With the appointment of Blight Blight and Blight, architects, to undertake the preparation of the master plan for the Daylesford Hospital, Maree Cuddihy, CEO of Central Highlands Rural Health answers questions about the master planning process.
What do you think about the community campaign to upgrade Daylesford Hospital?
It has been an inspiration to see the groundswell of support from the community for the Daylesford Hospital. This level of support has certainly given me confidence to start the master planning process earlier than originally intended. I thank the Daylesford community for their donations and support.
When was Daylesford Hospital Last Upgraded?
In the late 1980s major refurbishment of the Hospital occurred and involved the development of a new theatre wing, 20 acute beds and fifteen nursing home beds. The project was completed in 1990 as a cost of $1.3 million with the state government providing $950 thousand and the balance being raised by the community.
A further project involving a master plan and feasibility plan was completed in October 2003, and comprised a refurbishment and expansion of the Community Health Centre, a new 30 bed Aged Residential Care Unit and a major upgrade of the acute facilities and birthing suite. The cost of the redevelopment was around $6.2 million, and the community contributed $500 thousand.
It looks as though every 20 years a major refurbishment or redevelopment is needed. Here we are again in 2021 with deteriorated facilities that are not commensurate with contemporary standards and/or community expectations of health services.
What are the steps to get an upgrade now?
In order to deliver a long term strategy for contemporary, safe, high quality and sustainable health care delivery, we need to upgrade and consolidate our physical infrastructure. To do this we need a clear vision on how to proceed.
Currently we have no master plan. This means we have limited capacity to undertake strategic infrastructure planning. We have responded to short term needs with additions and refurbishments but what is needed is a broader approach to ensure money is spent on increasing service quality and capacity aligned to our clinical services plan.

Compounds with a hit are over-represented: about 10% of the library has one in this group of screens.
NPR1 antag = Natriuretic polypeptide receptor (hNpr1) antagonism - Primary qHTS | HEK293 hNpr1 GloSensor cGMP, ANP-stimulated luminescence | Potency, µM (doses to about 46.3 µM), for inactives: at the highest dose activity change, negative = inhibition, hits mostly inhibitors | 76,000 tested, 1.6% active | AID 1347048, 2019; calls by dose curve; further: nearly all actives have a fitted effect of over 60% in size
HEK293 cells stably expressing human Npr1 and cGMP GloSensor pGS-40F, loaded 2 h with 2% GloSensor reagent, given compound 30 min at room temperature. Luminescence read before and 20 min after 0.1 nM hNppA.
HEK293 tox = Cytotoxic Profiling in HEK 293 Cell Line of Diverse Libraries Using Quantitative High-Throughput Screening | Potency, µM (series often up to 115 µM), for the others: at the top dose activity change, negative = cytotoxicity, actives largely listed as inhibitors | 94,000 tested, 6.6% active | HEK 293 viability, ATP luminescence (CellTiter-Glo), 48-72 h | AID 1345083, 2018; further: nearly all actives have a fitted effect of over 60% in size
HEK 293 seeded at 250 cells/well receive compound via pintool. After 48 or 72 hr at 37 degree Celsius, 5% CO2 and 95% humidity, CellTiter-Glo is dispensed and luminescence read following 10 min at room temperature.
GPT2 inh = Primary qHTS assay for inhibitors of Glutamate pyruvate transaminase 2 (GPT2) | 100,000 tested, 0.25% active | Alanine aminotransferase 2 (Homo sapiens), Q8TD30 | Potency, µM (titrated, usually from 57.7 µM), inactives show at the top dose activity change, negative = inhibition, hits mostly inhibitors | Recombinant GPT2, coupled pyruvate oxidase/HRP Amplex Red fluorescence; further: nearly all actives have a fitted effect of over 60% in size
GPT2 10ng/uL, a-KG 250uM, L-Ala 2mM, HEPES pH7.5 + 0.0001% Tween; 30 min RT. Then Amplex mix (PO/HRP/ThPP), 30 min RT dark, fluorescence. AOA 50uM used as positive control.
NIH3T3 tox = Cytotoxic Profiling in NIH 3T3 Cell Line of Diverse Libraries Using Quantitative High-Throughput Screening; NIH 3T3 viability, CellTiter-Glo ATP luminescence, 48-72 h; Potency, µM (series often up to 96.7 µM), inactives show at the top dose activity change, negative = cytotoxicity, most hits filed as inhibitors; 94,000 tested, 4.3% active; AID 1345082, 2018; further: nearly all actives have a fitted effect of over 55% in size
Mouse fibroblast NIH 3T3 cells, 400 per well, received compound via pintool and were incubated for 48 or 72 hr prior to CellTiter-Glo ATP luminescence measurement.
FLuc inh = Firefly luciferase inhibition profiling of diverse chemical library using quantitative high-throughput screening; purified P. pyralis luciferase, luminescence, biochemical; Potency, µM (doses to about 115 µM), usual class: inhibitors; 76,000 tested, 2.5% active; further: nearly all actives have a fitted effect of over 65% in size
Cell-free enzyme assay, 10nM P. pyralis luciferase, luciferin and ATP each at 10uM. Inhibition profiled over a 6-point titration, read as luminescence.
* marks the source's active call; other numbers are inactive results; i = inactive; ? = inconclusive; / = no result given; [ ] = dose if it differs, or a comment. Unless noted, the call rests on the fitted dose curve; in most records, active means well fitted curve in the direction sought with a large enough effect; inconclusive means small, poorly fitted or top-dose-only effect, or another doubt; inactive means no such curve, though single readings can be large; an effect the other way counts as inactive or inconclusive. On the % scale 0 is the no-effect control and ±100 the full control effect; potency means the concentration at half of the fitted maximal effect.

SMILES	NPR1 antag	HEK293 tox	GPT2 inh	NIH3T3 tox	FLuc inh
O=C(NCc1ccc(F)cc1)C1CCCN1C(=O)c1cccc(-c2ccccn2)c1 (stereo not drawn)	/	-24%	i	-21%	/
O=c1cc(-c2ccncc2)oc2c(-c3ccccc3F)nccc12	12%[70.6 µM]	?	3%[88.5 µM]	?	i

Parts of the Daylesford Hospital building date back to the 1800s.
These buildings on the campus are well kept by our staff, but their physical fabric is not fit for the purposes of a contemporary health service. The size and spaces along with the building services and fabric are unable to meet the standards of modern building codes.
What is the priority for upgrade?
Most glaringly are the operating room and sterilizing areas which are in desperate need of a remodelling, refurbishment and installation of up to date sterilizing and other equipment. But pretty much all the rooms in the old hospital are too small and crowded to accommodate modern equipment and current infection control requirements for distancing and ventilation etc.
What will the master plan involve?
The master plan will include a physical assessment of the condition of the existing buildings and engineering infrastructure, a review of current utilization, followed by assessment and recommendations of the functional suitability and adaptability against recommendations in the clinical services plan for future service provision.
How soon can the master plan be finished?
We are hoping the master plan will be finished in January.
What happens after the master plan is finished?
The next steps for us will be to discuss the outcomes of the plan with the Department of Health and hope to gain their agreement to a capital plan for Daylesford Hospital and the wider campus including our community programs.
We are concerned to hear that Ballan Hospital is closing. Could this happen to Daylesford?
No, I don’t think that would happen at all.
Editor’s note: The Master Plan for the hospital reburbishment will be informed by a Service Plan which the hospital has developed. The Service Plan is awaiting final approval by the DHHS. The Wombat Post has requested a copy of the Service Plan and will publish a summary when it is made available.